Humboldt County, where a 6.4 magnitude earthquake struck on Dec. 20, also saw roadways begin to flood, according to the National Weather Service’s Eureka office. A bridge that was temporarily closed last week due to earthquake damage may be closed again if the Eel River, which it crosses, gets too high, officials said.

It was the first of several storms expected to roll across California over the next week. The current system is expected to be warmer and wetter, while next week’s storms will be colder, said Hannah Chandler-Cooley, a meteorologist at the National Weather Service in Sacramento.

The Sacramento region could receive a total of 4 to 5 inches (10 to 13 centimeters) of rain over the span of the week, Chandler-Cooley said.

“Strong winds could cause tree damage and lead to power outages and high waves on Lake Tahoe may capsize small vessels,” the weather service in Reno said.

Avalanche warnings were issued in the backcountry around Lake Tahoe and Mammoth Lakes south of Yosemite.

On the Sierra’s eastern front, flood watches and warnings were issued into the weekend north and south of Reno, Nevada, where minor to moderate flooding was forecast along some rivers and streams.

In Southern California, moderate-to-heavy rain was falling Saturday. The region will begin drying out on New Year’s Day, with no rainfall expected during Monday’s Rose Parade in Pasadena.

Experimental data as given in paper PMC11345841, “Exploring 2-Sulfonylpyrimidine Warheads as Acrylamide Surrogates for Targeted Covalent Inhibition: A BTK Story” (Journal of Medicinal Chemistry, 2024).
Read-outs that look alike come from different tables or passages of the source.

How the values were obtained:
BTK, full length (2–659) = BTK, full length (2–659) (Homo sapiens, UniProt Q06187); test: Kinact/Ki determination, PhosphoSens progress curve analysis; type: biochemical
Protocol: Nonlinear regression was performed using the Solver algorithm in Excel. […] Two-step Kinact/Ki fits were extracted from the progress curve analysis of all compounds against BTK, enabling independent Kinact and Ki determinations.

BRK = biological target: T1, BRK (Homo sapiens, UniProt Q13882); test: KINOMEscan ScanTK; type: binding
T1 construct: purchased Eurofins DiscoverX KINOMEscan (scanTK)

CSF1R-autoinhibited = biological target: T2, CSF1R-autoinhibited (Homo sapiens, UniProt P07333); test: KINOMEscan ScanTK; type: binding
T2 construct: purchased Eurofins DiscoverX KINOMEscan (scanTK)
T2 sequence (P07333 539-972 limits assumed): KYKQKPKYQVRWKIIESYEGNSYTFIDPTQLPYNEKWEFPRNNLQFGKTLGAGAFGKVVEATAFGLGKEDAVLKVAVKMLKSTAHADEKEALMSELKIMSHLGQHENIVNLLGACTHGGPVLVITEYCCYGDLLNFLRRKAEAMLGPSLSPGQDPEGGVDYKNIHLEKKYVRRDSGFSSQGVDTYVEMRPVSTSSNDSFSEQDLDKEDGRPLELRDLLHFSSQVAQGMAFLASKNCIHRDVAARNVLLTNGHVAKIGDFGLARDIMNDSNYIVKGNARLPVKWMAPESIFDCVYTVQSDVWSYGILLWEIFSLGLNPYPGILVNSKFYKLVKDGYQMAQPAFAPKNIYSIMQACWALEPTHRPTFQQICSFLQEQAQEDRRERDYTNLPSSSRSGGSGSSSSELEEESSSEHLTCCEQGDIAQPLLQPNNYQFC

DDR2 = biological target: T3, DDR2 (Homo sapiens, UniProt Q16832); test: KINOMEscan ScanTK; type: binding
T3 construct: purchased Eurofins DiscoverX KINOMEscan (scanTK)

Another round of heavy showers was forecast for Tuesday or Wednesday, the National Weather Service in Oxnard said.

Posted by Ukrap on

У Києві в перший день року оновлений температурний рекорд за всі роки спостереження

Попередній температурний рекорд, +11,1 градуса за Цельсієм, був зафіксований у 1991 році

Posted by Ukrap on

У Херсоні дитяча лікарня потрапила під обстріл російських військових: подробиці ОВА

По Херсонській обласній дитячій клінічній лікарні російські війська випустили близько семи снарядів

Posted by Worldkrap on

Record 45,000 Migrants Made Channel Crossing to UK Last Year

More than 45,000 migrants crossed the Channel to the UK from mainland Europe in 2022, surpassing the previous year’s record by more than 17,000, according to government figures released Sunday.

The issue has become a huge political problem for the Conservative government, which has promised to bring down illegal immigration and break the smuggling gangs that carry out the crossings.

In total, 45,756 people made the dangerous small-boat crossing of one of the world’s busiest shipping lanes last year, compared with 28,526 in 2021.